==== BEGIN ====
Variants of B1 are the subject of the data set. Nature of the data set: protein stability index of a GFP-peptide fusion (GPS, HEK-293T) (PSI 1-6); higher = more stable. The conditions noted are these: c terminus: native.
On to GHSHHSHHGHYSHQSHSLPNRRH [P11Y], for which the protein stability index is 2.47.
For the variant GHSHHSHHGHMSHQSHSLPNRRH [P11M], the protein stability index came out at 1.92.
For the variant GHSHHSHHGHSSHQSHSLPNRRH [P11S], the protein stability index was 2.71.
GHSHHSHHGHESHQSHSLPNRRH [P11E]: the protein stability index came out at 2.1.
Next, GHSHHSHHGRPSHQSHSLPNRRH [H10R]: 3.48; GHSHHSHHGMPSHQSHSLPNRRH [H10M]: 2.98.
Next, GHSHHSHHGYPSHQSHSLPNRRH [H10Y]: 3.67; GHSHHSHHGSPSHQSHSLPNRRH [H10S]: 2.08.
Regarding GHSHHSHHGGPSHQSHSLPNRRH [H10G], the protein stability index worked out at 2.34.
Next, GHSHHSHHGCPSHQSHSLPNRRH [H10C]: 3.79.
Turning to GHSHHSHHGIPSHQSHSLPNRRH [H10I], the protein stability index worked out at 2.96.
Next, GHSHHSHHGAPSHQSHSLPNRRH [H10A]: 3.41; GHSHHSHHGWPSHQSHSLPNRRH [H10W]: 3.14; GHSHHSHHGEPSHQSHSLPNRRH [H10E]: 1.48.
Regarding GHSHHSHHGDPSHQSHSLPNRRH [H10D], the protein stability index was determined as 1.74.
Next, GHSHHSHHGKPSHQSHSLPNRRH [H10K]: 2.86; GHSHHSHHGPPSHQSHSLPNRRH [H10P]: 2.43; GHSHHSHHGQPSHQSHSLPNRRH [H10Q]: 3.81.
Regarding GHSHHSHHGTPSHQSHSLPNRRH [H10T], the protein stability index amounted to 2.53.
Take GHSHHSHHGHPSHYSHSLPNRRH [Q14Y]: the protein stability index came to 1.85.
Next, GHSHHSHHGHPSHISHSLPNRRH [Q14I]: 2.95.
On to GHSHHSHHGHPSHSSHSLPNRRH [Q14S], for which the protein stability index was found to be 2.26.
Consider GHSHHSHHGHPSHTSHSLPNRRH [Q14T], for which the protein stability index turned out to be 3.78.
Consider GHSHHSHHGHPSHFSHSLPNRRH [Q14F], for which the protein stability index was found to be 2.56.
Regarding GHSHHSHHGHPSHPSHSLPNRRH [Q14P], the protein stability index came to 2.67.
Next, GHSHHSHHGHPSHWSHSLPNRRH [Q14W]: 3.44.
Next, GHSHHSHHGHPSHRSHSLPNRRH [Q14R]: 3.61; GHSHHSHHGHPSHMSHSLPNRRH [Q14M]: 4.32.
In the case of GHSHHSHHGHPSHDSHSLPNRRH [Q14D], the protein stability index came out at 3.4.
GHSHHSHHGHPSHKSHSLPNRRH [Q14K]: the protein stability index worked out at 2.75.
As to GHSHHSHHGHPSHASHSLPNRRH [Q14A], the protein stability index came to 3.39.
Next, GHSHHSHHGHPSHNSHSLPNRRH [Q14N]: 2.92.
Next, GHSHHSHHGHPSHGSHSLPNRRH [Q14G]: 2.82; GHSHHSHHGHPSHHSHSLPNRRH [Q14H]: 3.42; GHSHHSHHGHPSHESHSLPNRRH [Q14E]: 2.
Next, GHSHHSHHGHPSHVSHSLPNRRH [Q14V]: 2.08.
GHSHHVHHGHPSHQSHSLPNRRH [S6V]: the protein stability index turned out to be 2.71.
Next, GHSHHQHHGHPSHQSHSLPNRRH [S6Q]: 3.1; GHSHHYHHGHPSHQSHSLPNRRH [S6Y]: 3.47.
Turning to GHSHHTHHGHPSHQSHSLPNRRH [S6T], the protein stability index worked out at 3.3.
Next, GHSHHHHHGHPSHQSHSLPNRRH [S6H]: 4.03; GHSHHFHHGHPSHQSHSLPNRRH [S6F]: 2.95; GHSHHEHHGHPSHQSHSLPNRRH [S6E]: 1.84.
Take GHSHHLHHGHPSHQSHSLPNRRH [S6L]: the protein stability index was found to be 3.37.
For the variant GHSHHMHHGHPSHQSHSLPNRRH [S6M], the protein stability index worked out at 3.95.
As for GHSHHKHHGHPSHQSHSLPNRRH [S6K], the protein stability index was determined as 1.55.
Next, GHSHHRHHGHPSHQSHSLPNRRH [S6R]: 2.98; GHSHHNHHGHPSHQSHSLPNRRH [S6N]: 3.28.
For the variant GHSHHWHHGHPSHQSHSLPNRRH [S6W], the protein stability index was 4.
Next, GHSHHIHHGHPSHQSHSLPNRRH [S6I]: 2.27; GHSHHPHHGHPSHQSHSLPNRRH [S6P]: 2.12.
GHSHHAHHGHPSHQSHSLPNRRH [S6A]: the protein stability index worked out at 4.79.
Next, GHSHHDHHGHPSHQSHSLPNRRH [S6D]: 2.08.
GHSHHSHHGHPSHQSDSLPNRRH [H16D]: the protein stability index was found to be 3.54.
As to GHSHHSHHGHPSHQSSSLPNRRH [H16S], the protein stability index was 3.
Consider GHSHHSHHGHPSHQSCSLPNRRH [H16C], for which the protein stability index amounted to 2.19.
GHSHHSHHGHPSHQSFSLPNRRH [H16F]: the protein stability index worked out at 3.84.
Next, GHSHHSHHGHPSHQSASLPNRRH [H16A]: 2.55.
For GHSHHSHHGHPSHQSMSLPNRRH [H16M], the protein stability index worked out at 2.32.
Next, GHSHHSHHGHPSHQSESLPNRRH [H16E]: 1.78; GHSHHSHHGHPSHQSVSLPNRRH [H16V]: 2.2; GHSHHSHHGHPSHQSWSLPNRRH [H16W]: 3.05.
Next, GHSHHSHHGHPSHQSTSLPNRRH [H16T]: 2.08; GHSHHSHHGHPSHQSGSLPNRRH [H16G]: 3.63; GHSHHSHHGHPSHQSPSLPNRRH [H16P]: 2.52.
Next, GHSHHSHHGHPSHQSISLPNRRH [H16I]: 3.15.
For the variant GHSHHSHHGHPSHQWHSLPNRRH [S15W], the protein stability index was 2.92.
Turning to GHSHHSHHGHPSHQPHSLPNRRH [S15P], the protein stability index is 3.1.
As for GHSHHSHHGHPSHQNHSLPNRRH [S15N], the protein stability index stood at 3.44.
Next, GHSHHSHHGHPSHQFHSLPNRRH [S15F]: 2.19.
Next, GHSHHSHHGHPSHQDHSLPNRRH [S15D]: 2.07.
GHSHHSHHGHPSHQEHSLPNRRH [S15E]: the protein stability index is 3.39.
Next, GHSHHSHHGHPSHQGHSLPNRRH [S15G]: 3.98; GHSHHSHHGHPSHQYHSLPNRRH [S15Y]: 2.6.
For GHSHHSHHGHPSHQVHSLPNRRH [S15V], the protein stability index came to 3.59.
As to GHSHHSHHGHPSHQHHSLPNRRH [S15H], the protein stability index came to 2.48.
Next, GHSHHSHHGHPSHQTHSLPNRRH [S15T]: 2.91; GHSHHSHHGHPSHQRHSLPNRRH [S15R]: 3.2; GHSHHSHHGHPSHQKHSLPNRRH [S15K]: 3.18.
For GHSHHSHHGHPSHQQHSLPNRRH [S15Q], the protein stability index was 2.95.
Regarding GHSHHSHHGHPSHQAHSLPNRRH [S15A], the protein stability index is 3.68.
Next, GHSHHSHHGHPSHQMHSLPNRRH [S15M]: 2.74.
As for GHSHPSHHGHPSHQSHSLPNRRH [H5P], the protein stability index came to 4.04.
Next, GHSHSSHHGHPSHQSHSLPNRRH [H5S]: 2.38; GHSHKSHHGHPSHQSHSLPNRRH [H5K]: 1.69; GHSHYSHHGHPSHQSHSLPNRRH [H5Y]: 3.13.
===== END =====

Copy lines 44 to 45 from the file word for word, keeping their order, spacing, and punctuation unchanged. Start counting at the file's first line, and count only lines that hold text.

GHSHHSHHGHPSHQSFSLPNRRH [H16F]: the protein stability index worked out at 3.84.
Next, GHSHHSHHGHPSHQSASLPNRRH [H16A]: 2.55.